This year the Craic Fest - the long-running New York-based festival of Irish film and music – is going online, the latest example of an Irish cultural organization saying pandemic, what pandemic?
“I just thought, if other Irish theaters and festivals can go online, then we have to put our own spin on it,” says festival director Terence Mulligan.
The theme this year will be the same as every other one, the best of new Irish cinema, but it's just going to be enjoyed at home Mulligan says. Running online from March 4 through 7, just $23 will get you 23 films, including introductions and talkbacks variously featuring actors, directors, and others.
“We have a really good cyber team in place and they've done other online festivals very successfully so we hired them," says Mulligan. "We knew the theaters weren't going to be open so we planned and prepared to do an online festival and keep the show going on this year.”
The opening night film on Thursday, March 4 is Endless Sunshine on a Cloudy Day, directed by well-known Irish actor John Connors. “A lot of people know John from Love/Hate and Cardboard Gangsters and this show is more of a personal film for him, a look at the shared cancer battle between Irish influencer Jade McCann and her father Anthony.”
In March 2018, the then 24-year-old County Wicklow native Jade was diagnosed with a rare form of cancer, just three weeks after her father Anthony was also been diagnosed. In the following months, McCann shared her and her father’s cancer journey with tens of thousands of fans across social media.
The following night on March 5, the Craic Fest will screen the New York premiere of Rose Plays Julie, starring Aidan Gillen (best known for Game of Thrones) and Irish screen star Orla Brady.
A tense psychological thriller the film's central character Rose (Ann Skelly) is an Irish university student studying veterinary medicine and adoptee who feels like she doesn't know who she is.
But her search for her birth mother soon leads her into dangerous territory, as she soon finds out that the same mother doesn't want to meet her under any circumstances. Expect an edge of your seat thrill ride and three powerful central performances from the film's Irish stars.
On Saturday afternoon March 7, the festival continues with an afternoon showing of Wildfire starring Nora Jane Noone and Nika McGuigan. The story of two sisters who grew up along the Irish border, the film follows them as they begin to unearth their mother’s hidden past even as it and other surfacing secrets threaten to overwhelm them.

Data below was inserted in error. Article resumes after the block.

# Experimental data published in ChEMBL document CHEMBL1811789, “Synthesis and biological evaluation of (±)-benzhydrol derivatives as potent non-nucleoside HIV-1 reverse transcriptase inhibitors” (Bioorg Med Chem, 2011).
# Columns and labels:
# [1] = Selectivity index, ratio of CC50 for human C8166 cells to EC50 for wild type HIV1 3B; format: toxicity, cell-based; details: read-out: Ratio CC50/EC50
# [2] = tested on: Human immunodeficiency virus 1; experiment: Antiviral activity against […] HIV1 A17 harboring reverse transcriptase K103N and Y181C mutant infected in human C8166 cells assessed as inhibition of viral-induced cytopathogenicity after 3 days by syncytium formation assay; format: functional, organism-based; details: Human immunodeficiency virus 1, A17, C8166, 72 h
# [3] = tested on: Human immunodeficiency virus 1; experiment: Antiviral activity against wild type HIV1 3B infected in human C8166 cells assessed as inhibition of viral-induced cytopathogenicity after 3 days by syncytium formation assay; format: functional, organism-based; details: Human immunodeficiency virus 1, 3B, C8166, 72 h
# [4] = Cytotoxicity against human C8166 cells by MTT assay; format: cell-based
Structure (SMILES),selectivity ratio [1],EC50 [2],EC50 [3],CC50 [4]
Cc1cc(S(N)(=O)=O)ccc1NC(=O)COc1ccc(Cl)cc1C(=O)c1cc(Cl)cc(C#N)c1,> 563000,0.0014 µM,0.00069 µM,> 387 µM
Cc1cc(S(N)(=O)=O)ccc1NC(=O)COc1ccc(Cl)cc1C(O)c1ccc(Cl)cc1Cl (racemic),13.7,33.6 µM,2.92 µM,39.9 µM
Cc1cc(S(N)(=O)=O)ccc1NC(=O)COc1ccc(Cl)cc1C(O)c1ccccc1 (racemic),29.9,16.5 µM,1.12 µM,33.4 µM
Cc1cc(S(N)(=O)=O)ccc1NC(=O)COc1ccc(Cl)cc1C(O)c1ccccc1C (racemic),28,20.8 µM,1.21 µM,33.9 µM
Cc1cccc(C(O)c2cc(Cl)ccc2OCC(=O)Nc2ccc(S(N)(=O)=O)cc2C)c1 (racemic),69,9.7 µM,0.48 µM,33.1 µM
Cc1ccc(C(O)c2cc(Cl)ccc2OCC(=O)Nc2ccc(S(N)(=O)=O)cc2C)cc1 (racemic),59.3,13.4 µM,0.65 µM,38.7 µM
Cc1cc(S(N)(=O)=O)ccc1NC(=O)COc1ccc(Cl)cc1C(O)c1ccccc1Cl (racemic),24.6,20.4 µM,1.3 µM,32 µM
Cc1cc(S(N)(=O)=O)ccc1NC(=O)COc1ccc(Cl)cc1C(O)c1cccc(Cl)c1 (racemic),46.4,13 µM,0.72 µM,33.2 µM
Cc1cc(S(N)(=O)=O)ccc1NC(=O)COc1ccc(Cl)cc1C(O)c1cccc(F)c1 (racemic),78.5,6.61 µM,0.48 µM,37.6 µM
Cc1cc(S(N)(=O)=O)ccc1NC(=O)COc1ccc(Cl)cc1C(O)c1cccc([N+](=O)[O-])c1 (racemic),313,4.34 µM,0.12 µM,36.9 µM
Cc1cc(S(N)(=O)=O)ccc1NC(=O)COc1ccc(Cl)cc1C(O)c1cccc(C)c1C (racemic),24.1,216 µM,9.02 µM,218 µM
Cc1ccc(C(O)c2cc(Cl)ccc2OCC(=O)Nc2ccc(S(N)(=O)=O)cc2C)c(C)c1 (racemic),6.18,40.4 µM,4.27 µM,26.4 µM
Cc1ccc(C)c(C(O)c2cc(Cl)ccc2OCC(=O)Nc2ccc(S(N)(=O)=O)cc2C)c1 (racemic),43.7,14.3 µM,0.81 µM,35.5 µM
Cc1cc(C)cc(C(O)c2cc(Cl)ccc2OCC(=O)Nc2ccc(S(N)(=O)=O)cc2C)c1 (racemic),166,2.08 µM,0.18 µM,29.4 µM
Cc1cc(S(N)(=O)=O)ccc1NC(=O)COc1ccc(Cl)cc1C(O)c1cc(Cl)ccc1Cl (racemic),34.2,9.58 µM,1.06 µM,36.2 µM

Arracht, Ireland's official entry to the Oscars will screen at 5 pm on Saturday. The highly anticipated Irish language drama set in the first year of the Great Hunger, it's one of the most anticipated films of the new decade.
The closing film on March 7 will feature the New York premiere of A Bend in the River directed by Colin Broderick. Starring John Connors and John Duddy, the film is a semi-autobiographical story about the struggling writer Matt Donnelly (Duddy) who has returned from New York to the North for the first time in 25 years.
Soon the ghosts of the past throng, including an abusive teacher, a dead mother, and a childhood best friend who sacrificed an easier life overseas to stay home and fight the Troubles.
“This is Colin's second feature and it was shot entirely in County Tyrone,” says Mulligan. "The movie is an exploration of identity at a crucial time in Northern Irish politics when we are once again being forced to reconsider the notion of what it means to be Irish now.”
A small reception is planned at the Fitzpatrick Grand Central hotel on closing night with Duddy, Connors and Broderick, and Festival Director Mulligan in attendance. Meanwhile, the Kids Fleadh will also screen on Saturday afternoon with an eclectic lineup of shorts for all the family. The Craic Fest is in part supported through Northwell Health.
For tickets to the Craic Fest screenings visit thecraicfest.com or call the festival office at 917-373-6735.